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Anabaptist vs. Calvinist theology

Discussion in 'Baptists' started by Crazy Liz, Nov 3, 2004.

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  1. Crazy Liz

    Crazy Liz New Member

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    Mods, please allow Bulldog to debate here, since he claims to be an Anabaptist. If this turns out to be inappropriate, please move this thread to General Theology.

    Thank you.

    First of all, the first Anabaptists were followers of Zwingli, but Zwingli himself never became an Anabaptist.

    As I understand it, what Calvinists think of when they say "the doctrines of grace" is that humans have no free will. God bestows saving grace on some humans and not on others - they are "vessels of wrath" created for destruction. If this is what you mean by "the doctrines of grace," this has never been part of Anabaptist theology.

    Anabaptist theology defines the church as the voluntary association of believers in Christ. Before I discuss this any more, I'll wait to see if you reply, and if you mean by "the doctrines of grace" what I think Calvinists mean.
     
  2. Bulldog

    Bulldog Don't Tread on Me

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    Thank you, Crazy Liz,

    To be honest, I have not studied as much Anabaptist theology as I should have. (manily the views on sacrements, church government, and socail issues). I agreed with what I read, I had no idea that the theology contradicted Calvinism. If it does, I will be glad to stop posting in this forum.

    Okay, guess you learn something new everyday.....

    Depends on what you mean by "free will." If you mean that man's will is still in a free state to choose God, then no. We do not deny that men resist the Holy Spirit, and we do not believe that men cannot reeject the outward call of the gospel.

    We believe that this means God must-unconditionally (but not randomly)- choose to reddem sinners. The sinners are dead in their sins, so when raised up by God, it is not their will that will prevail but God's. God's grace is bestowed freely and unconditionally, because man's nature does not allow him to meet any condition.

    The intent of Christ's blood in the cross was meant only for the elect, thos God chose from the foundations of the world. No one dneis the suffiecny of the atonement for anyone who would like to belive, but we disagree with the Arminian viewpoint on the intent.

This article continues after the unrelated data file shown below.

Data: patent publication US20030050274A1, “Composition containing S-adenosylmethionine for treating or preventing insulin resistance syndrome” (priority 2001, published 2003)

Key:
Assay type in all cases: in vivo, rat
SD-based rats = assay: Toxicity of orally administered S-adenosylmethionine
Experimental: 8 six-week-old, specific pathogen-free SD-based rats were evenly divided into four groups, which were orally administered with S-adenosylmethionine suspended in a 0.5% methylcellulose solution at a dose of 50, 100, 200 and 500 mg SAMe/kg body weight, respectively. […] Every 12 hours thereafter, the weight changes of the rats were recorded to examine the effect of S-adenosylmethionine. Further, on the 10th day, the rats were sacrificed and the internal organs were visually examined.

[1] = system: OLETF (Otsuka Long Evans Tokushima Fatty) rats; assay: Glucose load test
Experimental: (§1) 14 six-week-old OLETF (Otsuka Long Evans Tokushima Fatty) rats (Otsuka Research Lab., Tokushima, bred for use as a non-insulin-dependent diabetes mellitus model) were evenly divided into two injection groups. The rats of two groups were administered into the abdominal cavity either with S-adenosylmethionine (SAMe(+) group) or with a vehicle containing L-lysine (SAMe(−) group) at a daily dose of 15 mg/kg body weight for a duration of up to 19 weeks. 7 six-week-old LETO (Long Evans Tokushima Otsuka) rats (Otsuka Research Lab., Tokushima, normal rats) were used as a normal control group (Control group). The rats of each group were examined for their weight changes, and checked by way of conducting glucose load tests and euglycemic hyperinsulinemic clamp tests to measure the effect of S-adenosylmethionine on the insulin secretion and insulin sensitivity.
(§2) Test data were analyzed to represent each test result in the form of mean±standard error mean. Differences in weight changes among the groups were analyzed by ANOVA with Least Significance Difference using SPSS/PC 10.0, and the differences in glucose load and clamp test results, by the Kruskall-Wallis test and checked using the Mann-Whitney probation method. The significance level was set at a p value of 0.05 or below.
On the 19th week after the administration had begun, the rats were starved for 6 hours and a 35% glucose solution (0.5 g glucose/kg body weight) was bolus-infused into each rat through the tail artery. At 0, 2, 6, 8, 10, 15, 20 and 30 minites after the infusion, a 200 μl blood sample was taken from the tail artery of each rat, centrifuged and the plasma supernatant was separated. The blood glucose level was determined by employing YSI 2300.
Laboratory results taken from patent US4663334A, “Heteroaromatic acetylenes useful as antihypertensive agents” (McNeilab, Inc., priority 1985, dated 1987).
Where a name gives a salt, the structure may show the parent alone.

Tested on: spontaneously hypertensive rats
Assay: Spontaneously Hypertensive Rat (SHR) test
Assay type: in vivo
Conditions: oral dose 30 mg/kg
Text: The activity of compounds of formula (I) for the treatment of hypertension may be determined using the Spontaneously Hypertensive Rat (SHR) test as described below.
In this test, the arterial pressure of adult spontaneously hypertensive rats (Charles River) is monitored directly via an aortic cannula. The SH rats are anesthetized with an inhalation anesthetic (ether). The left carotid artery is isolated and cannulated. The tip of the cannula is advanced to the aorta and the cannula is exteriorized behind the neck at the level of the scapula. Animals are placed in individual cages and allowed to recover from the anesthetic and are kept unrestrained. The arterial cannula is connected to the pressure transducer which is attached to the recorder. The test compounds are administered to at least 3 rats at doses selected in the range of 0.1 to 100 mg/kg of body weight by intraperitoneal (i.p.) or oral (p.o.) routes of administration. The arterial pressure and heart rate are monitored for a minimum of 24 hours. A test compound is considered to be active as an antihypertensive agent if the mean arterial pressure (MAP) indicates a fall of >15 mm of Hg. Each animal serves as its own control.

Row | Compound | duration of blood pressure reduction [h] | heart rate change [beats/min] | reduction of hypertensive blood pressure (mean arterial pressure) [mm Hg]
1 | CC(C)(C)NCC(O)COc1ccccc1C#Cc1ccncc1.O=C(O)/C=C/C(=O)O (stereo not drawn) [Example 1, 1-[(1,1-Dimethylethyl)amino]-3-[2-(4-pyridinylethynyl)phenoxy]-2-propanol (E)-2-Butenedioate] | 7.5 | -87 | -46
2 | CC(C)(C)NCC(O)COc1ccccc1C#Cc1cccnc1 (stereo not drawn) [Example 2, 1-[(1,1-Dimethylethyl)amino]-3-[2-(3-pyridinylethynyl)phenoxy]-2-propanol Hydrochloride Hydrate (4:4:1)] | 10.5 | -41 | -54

Once in the faith believers are preserved by God (and perservere themselves). They may fall into sin, and they will never become sinless untik heaven, but they cannever cmpletly fal from the faith.

    THis is not exhaustive, it's just a short summary of what we affectionatly call "the doctrines of grace."
     
  3. Crazy Liz

    Crazy Liz New Member

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    There are Baptists who are Calvinists, but I don't think any Anabaptists, based on what you posted.

    Here are some links on Anabaptist theology. What do you think?

    http://www.anabaptistchurch.org/anabaptist_theology.htm

    http://www.mhsc.ca/index.asp?content=http://www.mhsc.ca/encyclopedia/contents/S247ME.html

    http://ontruth.com/menno.html

    This one particularly deals with grace and the Atonement:

    http://www.directionjournal.org/article/?1170

    Anabaptists certainly do not believe in Limited Atonement or Irresistable Grace, and probably would at least not entirely agree with Calvinists on the other points of TULIP, either.
     
  4. Glorianna

    Glorianna I'm a proud Canadian who married an American!

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    Interesting... you guys are teaching me a lot. :) :clap:
     
  5. ZiSunka

    ZiSunka It means 'yellow dog'

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    I don't know any anabaptists who are calvinists, but all of the anabaptists I have ever heard speak about the subject tend more toward arminianism. I personally think neither one is entirely correct, therefore I mostly stay out of the discussion. All I know is calivnism was created by Calvin and arminianism was created by Arminus, and I only follow the teachings of Christ.
     
  6. Bulldog

    Bulldog Don't Tread on Me

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    Okay, thanks for the links. I guess I'm not one after all.
     
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